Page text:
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Re: What happens to your Parrots after you're gone

Postby liz » Wed Oct 18, 2017 7:06 am

From what I have seen in videos even wild parrots will tame themselves when humans are nice to them. I just love it that humans supplement the wild birds food supply.
I killed a lot of hanging plants on the porch and hung up bird houses instead. They were full every summer and the birds got used to me being there and peeking into the nests. I put out seed from November to the first of May to make it easier for them. Some birds spent the winter in the nests.

When I moved to NC I had a flowering plant on my balcony. .Brds came to it so I put up feeders too. There were about 20 that came to the feeders. We were having a lot of rain and I worried that they could not survive those big raindrops. They did and rather than fly out after feeding they just perched in my plant. When we decided to move I worried for the birds. They were used to feeding on the deck and I was afraid they would not find enough food. There was a neighbor across the parking lot with plants on their balcony. I did not know them but went to ask if they would take care of my humming birds. I gave them the hanging plant and feeders with directions of how to make their food. I kept one feeder until they all moved over to the other balcony. These little ones were so social that they stayed on the balcony even when I went out on it.
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Re: What happens to your Parrots after you're gone

Postby Pajarita » Wed Oct 18, 2017 11:57 am

Yes, wild birds are pretty smart when it comes to where they find food! When I was away at Orlando and my husband was in charge of my 'animal chores', he said there were only two or three pigeons coming to eat but I knew it was because he did not follow my schedule and, the first morning after, I went outside, at the same time I always do, and there was my flock of pigeons waiting for their breakfast, same as always. I showed it to him with a "'SEE?!" because I had replied to his comment that it was because he was not following my schedule and he had denied it -which I KNEW it was a lie!

The funniest thing was that there were lots of birds in Disney and Universal, including a number of pigeons, looking for food so my grandson and I always carried some extra toasts from our hotel breakfast to feed them and my grandson was trying to get them to come down from where they were perching by making the same sound I make to call my pigeons at home - which, of course, did not work! :lol:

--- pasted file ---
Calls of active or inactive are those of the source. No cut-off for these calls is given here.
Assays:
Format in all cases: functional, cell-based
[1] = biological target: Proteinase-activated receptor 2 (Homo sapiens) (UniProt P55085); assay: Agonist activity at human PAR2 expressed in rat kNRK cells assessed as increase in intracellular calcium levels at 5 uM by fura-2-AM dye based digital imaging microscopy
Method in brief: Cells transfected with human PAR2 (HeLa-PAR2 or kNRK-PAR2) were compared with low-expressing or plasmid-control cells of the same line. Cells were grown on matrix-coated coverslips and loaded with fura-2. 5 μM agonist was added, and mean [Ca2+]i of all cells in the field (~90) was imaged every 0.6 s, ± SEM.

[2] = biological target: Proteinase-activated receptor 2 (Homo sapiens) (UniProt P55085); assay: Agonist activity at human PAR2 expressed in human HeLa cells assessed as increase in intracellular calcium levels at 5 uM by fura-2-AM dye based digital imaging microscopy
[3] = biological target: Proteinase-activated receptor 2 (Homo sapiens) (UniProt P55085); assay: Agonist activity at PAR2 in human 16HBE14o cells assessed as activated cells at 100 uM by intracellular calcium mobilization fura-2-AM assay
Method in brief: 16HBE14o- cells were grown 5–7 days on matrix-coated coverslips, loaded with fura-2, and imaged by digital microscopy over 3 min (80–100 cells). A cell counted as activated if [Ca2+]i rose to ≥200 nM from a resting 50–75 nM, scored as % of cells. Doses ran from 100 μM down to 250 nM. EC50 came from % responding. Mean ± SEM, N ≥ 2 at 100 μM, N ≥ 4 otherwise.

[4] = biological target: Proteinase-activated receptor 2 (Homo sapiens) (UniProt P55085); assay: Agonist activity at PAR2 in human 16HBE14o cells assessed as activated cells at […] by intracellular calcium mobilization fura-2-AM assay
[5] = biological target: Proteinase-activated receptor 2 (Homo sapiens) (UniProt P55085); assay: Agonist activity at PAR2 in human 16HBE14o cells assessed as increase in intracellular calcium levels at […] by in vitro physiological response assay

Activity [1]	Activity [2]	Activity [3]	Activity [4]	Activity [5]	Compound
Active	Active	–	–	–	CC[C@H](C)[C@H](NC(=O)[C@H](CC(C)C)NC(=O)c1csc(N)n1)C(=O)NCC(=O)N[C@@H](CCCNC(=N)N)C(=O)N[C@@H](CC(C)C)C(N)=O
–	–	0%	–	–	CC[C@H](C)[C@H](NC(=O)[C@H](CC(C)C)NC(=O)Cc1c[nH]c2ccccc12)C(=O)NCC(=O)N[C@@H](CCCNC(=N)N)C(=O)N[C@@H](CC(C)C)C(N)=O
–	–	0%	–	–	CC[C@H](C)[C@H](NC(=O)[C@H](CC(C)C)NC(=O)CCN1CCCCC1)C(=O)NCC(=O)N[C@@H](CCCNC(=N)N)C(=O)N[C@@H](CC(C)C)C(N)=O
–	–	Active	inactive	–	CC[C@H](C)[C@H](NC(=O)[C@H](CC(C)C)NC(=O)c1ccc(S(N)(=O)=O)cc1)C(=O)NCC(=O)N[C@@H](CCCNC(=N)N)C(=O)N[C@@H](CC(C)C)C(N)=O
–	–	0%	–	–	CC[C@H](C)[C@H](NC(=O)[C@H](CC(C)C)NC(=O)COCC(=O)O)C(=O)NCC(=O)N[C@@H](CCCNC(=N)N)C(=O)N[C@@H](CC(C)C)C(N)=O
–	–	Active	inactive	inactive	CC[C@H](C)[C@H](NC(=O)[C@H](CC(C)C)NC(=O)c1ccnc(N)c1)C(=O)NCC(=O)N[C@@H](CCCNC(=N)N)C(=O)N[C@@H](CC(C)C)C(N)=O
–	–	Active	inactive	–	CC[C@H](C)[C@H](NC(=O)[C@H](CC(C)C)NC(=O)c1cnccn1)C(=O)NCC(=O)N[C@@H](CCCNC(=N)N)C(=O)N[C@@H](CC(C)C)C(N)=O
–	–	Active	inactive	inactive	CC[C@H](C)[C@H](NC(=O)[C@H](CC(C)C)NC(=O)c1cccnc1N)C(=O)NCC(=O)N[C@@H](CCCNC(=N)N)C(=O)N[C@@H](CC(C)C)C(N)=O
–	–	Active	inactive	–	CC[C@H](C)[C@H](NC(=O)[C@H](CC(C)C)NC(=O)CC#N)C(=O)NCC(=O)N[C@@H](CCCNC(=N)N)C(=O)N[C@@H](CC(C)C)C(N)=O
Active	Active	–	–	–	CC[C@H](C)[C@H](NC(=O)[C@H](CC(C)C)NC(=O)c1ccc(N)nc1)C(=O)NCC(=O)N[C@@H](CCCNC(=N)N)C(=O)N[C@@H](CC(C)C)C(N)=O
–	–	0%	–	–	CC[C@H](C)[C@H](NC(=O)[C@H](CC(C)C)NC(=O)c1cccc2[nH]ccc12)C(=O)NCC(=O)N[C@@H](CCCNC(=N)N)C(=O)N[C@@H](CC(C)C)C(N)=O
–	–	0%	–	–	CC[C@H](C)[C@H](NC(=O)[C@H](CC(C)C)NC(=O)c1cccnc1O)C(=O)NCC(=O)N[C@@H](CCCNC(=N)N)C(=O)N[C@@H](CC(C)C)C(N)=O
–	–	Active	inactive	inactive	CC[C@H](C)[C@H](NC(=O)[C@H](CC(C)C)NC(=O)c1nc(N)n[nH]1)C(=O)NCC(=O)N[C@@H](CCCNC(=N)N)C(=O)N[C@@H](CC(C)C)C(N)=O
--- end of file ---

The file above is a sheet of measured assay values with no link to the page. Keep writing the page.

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Re: What happens to your Parrots after you're gone

Postby seagoatdeb » Wed Oct 18, 2017 3:17 pm

About two years ago i was sitting in my back yard under the shade of a tree and all of a sudden there was a Magpie land on my lap. There was squawking from the tree and i realized pretty fast this Magpie was a baby and the parents were distressed. I blinked at the parents and sat there quietly for at least 10 minutes before the baby Magpie left. They all went over the fence after that. But those Magpies were never very afraid of me after that. i also had a family of quails go across my yard and the neighbours cat came over. i chased the cat away and the quails were not scared of me after that. I think all birds of are smart and figure out who they can trust.
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Re: What happens to your Parrots after you're gone

Postby Pajarita » Mon Oct 23, 2017 1:06 pm

I agree completely! Even the little sparrows are very smart! My aunt had raised one that had fallen from its nest and named him Pio Pio [which is the Spanish equivalent of the English onomatopoeic 'peep' that baby birds make] - this bird flew free all over the house but came to perch on my aunt's shoulder or head whenever she called him - and without any kind of training, mind you!
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Norwegian Blue
 
Gender: This parrot forum member is female
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Number of Birds Owned: 30
Types of Birds Owned: Toos, grays, zons, canaries, finches, cardinals, senegals, jardine, redbelly, sun conure, button quail, GCC, PFC, lovebirds
Flight: Yes